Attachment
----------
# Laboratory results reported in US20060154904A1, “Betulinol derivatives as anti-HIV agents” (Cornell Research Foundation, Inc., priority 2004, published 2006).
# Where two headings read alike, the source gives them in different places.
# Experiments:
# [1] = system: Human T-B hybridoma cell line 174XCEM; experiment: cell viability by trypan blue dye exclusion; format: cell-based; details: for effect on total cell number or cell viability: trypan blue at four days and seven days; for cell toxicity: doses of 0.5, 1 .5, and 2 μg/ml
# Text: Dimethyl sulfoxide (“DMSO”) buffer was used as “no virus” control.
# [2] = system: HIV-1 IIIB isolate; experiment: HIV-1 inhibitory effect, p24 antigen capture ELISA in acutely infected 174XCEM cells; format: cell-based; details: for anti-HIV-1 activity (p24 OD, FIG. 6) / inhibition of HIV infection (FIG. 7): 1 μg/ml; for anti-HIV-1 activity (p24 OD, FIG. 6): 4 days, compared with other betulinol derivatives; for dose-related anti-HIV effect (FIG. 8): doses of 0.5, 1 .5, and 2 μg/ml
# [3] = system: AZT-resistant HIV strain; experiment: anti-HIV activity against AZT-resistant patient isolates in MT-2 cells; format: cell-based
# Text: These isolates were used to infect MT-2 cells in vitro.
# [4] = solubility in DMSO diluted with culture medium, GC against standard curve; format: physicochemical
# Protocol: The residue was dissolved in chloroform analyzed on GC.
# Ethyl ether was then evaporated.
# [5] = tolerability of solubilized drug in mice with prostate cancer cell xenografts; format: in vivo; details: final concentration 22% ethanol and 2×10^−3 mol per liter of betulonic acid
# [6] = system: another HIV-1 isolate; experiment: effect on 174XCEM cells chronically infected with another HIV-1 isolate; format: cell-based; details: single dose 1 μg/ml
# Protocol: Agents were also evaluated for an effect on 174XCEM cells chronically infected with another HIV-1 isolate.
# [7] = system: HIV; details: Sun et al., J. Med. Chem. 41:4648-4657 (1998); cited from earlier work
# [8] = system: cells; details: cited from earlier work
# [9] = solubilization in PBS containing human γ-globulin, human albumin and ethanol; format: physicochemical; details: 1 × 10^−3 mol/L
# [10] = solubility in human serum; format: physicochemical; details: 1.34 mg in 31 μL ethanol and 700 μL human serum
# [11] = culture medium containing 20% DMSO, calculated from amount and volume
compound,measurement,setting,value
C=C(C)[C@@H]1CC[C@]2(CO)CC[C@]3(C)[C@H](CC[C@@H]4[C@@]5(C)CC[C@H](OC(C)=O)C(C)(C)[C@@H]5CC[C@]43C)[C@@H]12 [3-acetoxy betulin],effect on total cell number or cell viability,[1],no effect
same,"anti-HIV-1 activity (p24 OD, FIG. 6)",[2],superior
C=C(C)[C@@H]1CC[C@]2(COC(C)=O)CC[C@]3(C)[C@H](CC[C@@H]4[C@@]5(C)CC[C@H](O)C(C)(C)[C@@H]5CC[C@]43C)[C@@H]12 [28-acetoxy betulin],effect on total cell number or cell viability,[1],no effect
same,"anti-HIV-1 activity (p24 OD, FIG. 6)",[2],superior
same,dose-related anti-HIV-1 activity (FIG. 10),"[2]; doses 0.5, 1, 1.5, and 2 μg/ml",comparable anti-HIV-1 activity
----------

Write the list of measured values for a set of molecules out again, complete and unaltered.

# Laboratory results reported in US20060154904A1, “Betulinol derivatives as anti-HIV agents” (Cornell Research Foundation, Inc., priority 2004, published 2006).
# Where two headings read alike, the source gives them in different places.
# Experiments:
# [1] = system: Human T-B hybridoma cell line 174XCEM; experiment: cell viability by trypan blue dye exclusion; format: cell-based; details: for effect on total cell number or cell viability: trypan blue at four days and seven days; for cell toxicity: doses of 0.5, 1 .5, and 2 μg/ml
# Text: Dimethyl sulfoxide (“DMSO”) buffer was used as “no virus” control.
# [2] = system: HIV-1 IIIB isolate; experiment: HIV-1 inhibitory effect, p24 antigen capture ELISA in acutely infected 174XCEM cells; format: cell-based; details: for anti-HIV-1 activity (p24 OD, FIG. 6) / inhibition of HIV infection (FIG. 7): 1 μg/ml; for anti-HIV-1 activity (p24 OD, FIG. 6): 4 days, compared with other betulinol derivatives; for dose-related anti-HIV effect (FIG. 8): doses of 0.5, 1 .5, and 2 μg/ml
# [3] = system: AZT-resistant HIV strain; experiment: anti-HIV activity against AZT-resistant patient isolates in MT-2 cells; format: cell-based
# Text: These isolates were used to infect MT-2 cells in vitro.
# [4] = solubility in DMSO diluted with culture medium, GC against standard curve; format: physicochemical
# Protocol: The residue was dissolved in chloroform analyzed on GC.
# Ethyl ether was then evaporated.
# [5] = tolerability of solubilized drug in mice with prostate cancer cell xenografts; format: in vivo; details: final concentration 22% ethanol and 2×10^−3 mol per liter of betulonic acid
# [6] = system: another HIV-1 isolate; experiment: effect on 174XCEM cells chronically infected with another HIV-1 isolate; format: cell-based; details: single dose 1 μg/ml
# Protocol: Agents were also evaluated for an effect on 174XCEM cells chronically infected with another HIV-1 isolate.
# [7] = system: HIV; details: Sun et al., J. Med. Chem. 41:4648-4657 (1998); cited from earlier work
# [8] = system: cells; details: cited from earlier work
# [9] = solubilization in PBS containing human γ-globulin, human albumin and ethanol; format: physicochemical; details: 1 × 10^−3 mol/L
# [10] = solubility in human serum; format: physicochemical; details: 1.34 mg in 31 μL ethanol and 700 μL human serum
# [11] = culture medium containing 20% DMSO, calculated from amount and volume
compound,measurement,setting,value
C=C(C)[C@@H]1CC[C@]2(CO)CC[C@]3(C)[C@H](CC[C@@H]4[C@@]5(C)CC[C@H](OC(C)=O)C(C)(C)[C@@H]5CC[C@]43C)[C@@H]12 [3-acetoxy betulin],effect on total cell number or cell viability,[1],no effect
same,"anti-HIV-1 activity (p24 OD, FIG. 6)",[2],superior
C=C(C)[C@@H]1CC[C@]2(COC(C)=O)CC[C@]3(C)[C@H](CC[C@@H]4[C@@]5(C)CC[C@H](O)C(C)(C)[C@@H]5CC[C@]43C)[C@@H]12 [28-acetoxy betulin],effect on total cell number or cell viability,[1],no effect
same,"anti-HIV-1 activity (p24 OD, FIG. 6)",[2],superior
same,dose-related anti-HIV-1 activity (FIG. 10),"[2]; doses 0.5, 1, 1.5, and 2 μg/ml",comparable anti-HIV-1 activity